Learner Development and Individual Differences: Beginning special education professionals understand how exceptionalities may interact with development and learning and use this knowledge to provide meaningful and challenging learning experiences for individuals with exceptionalities.
  • Beginning special education professionals understand how language, culture, and family background influence the learning of individuals with exceptionalities.
  • Beginning special education professionals use understanding of development and individual differences to respond to the needs of individuals with exceptionalities
 
Learning Environments:  Beginning special education professionals create safe, inclusive, culturally responsive learning environments so that individuals with exceptionalities become active and effective learners and develop emotional well-being, positive social interactions, and self-determination.
  • Beginning special education professionals through collaboration with general educators and other colleagues create safe, inclusive, culturally responsive learning environments to engage individuals with exceptionalities in meaningful learning activities and social interactions.
  • Beginning special education professionals use motivational and instructional interventions to teach individuals with exceptionalities how to adapt to different environments.
  • Beginning special education professionals know how to intervene safely and appropriately with individuals with exceptionalities in crisis.
 
Curricular Content Knowledge: Beginning special education professionals use knowledge of general and specialized curricula to individualize learning for individuals with exceptionalities.
  • Beginning special education professionals understand the central concepts, structures of the discipline, and tools of inquiry of the content areas they teach , and can organize this knowledge, integrate cross-disciplinary skills, and develop meaningful learning progressions for individuals with exceptionalities
  • Beginning special education professionals understand and use general and specialized content knowledge for teaching across curricular content areas to individualize learning for individuals with exceptionalities
  • Beginning special education professionals modify general and specialized curricula to make them accessible to individuals with exceptionalities.
 
Assessment: Beginning special education professionals use multiple methods of assessment and data-sources in making educational decisions.
  • Beginning special education professionals select and use technically sound formal and informal assessments that minimize bias.
  • Beginning special education professionals use knowledge of measurement principles and practices to interpret assessment results and guide educational decisions for individuals with exceptionalities.
  • Beginning special education professionals in collaboration with colleagues and families use multiple types of assessment information in making decisions about individuals with exceptionalities.
  • Beginning special education professionals engage individuals with exceptionalities to work toward quality learning and performance and provide feedback to guide them.
 
Instructional Planning and Strategies: Beginning special education professionals select, adapt, and use a repertoire of evidence-based instructional strategies to advance learning of individuals with exceptionalities.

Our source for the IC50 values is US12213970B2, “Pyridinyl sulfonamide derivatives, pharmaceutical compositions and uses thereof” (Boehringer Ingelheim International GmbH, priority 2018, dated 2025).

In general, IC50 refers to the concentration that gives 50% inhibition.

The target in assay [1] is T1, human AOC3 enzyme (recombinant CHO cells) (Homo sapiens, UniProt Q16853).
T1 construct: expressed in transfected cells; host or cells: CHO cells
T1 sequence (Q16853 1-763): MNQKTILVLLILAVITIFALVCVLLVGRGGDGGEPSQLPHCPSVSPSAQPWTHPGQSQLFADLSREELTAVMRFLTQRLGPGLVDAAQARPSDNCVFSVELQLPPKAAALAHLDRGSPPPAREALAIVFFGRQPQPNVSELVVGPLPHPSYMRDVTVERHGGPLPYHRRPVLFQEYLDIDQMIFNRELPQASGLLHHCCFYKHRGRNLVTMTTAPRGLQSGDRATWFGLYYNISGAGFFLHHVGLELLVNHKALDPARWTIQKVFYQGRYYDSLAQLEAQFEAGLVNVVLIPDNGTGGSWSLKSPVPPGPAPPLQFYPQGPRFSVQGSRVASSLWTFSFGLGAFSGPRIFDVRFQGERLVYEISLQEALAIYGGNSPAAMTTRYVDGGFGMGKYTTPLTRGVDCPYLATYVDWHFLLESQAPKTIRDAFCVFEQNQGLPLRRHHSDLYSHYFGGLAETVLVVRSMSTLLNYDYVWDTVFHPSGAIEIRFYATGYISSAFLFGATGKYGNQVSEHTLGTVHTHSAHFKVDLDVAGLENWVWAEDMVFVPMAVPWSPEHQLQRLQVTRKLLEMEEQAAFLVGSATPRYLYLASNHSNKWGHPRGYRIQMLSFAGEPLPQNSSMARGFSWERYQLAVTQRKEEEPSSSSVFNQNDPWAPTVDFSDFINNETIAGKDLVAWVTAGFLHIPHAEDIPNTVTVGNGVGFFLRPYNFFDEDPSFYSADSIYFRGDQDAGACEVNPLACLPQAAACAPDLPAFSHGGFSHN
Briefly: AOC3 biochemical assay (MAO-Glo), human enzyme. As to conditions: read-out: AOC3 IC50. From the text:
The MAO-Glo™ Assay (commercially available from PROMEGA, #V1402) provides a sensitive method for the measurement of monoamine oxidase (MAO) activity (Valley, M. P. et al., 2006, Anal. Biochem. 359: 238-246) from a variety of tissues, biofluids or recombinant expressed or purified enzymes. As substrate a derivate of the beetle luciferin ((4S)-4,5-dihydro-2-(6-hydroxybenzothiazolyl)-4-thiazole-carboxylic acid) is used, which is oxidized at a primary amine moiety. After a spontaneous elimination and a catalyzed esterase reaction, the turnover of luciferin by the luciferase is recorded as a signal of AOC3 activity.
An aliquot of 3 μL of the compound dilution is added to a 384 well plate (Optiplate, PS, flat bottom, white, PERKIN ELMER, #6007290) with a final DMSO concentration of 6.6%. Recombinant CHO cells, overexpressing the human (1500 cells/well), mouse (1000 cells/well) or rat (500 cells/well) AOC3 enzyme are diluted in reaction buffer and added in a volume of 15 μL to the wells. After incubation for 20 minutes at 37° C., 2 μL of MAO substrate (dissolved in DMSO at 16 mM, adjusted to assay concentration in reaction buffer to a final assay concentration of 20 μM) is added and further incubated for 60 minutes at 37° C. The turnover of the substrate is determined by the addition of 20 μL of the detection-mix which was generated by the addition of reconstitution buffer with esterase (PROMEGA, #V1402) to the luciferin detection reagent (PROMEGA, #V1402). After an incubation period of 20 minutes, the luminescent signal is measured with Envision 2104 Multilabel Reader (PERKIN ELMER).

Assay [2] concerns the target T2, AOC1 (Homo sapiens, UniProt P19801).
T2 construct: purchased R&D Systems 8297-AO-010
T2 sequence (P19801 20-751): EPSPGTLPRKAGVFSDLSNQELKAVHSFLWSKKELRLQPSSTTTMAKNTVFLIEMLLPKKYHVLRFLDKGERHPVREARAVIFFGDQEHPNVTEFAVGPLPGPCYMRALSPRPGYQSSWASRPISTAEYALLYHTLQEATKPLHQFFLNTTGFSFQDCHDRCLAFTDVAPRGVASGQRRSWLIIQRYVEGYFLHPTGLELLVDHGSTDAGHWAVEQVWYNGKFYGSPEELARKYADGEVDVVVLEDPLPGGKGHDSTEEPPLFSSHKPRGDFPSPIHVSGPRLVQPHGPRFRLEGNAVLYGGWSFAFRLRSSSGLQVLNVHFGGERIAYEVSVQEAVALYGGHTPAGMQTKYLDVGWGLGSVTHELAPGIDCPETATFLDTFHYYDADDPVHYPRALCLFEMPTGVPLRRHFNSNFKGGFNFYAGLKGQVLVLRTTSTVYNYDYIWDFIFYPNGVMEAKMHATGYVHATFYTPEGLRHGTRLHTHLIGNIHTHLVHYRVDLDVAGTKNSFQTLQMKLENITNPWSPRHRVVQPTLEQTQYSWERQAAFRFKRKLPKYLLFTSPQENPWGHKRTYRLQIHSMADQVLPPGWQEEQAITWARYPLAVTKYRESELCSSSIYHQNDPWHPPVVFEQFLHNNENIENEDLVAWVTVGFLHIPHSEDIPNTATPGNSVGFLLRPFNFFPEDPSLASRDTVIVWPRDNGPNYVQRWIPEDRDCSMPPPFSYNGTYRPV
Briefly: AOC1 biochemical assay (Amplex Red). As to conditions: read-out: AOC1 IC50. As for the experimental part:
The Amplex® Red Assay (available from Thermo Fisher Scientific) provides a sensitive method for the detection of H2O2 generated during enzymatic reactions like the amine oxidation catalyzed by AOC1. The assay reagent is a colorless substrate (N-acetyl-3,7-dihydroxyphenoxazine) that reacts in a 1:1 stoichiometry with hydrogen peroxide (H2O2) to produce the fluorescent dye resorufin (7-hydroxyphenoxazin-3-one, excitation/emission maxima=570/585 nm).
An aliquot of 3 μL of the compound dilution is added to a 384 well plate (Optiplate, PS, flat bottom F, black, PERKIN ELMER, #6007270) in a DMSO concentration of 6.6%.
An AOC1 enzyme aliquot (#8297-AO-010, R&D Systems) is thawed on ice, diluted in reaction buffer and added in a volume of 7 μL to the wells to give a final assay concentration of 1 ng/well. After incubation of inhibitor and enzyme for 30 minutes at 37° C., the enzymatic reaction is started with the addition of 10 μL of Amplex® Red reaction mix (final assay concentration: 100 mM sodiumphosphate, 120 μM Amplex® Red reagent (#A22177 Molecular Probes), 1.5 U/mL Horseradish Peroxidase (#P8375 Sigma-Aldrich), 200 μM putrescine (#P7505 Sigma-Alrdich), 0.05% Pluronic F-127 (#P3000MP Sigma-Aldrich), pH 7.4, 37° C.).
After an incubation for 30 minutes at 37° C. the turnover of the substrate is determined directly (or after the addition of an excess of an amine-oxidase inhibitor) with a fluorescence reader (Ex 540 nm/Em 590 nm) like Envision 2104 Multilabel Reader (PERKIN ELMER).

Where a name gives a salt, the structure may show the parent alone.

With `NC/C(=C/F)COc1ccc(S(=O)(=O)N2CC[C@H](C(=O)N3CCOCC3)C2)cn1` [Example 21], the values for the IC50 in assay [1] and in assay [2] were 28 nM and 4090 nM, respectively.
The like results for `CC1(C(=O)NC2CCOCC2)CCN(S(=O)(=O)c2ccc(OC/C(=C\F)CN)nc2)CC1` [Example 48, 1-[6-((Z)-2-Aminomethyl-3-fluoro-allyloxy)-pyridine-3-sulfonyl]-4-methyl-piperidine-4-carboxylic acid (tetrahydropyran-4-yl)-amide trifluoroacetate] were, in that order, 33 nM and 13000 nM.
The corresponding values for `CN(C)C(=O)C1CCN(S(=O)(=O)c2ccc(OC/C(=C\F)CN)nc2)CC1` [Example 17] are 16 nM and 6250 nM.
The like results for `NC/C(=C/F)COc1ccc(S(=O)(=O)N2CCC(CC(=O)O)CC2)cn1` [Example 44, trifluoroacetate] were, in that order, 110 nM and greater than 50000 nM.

• Beginning special education professionals consider an individual’s abilities, interests, learning environments, and cultural and linguistic factors in the selection, development, and adaptation of learning experiences for individual with exceptionalities.
  • Beginning special education professionals use technologies to support instructional assessment, planning, and delivery for individuals with exceptionalities.
  • Beginning special education professionals are familiar with augmentative and alternative communication systems and a variety of assistive technologies to support the communication and learning of individuals with exceptionalities.
  • Beginning special education professionals use strategies to enhance language development and communication skills of individuals with exceptionalities
  • Beginning special education professionals develop and implement a variety of education and transition plans for individuals with exceptionalities across a wide range of settings and different learning experiences in collaboration with individuals, families, and teams.
  • Beginning special education professionals teach to mastery and promote generalization of learning.
  • Beginning special education professionals teach cross-disciplinary knowledge and skills such as critical thinking and problem solving to individuals with exceptionalities.
 
Professional Learning and Ethical Practice: Beginning special education professionals use foundational knowledge of the field and their professional Ethical Principles and Practice Standards to inform special education practice, to engage in lifelong learning, and to advance the profession.
  • Beginning special education professionals use professional Ethical Principles and Professional Practice Standards to guide their practice.
  • Beginning special education professionals understand how foundational knowledge and current issues influence professional practice.
  • Beginning special education professionals understand that diversity is a part of families, cultures, and schools, and that complex human issues can interact with the delivery of special education services.
  • Beginning special education professionals understand the significance of lifelong learning and participate in professional activities and learning communities.
  • Beginning special education professionals advance the profession by engaging in activities such as advocacy and mentoring
  • Beginning special education professionals provide guidance and direction to paraeducators, tutors, and volunteers
 
Collaboration: Beginning special education professionals collaborate with families, other educators, related service providers, individuals with exceptionalities, and personnel from community agencies in culturally responsive ways to address the needs of individuals with exceptionalities across a range of learning experiences.
  • Beginning special education professionals use the theory and elements of effective collaboration.
  • Beginning special education professionals serve as a collaborative resource to colleagues.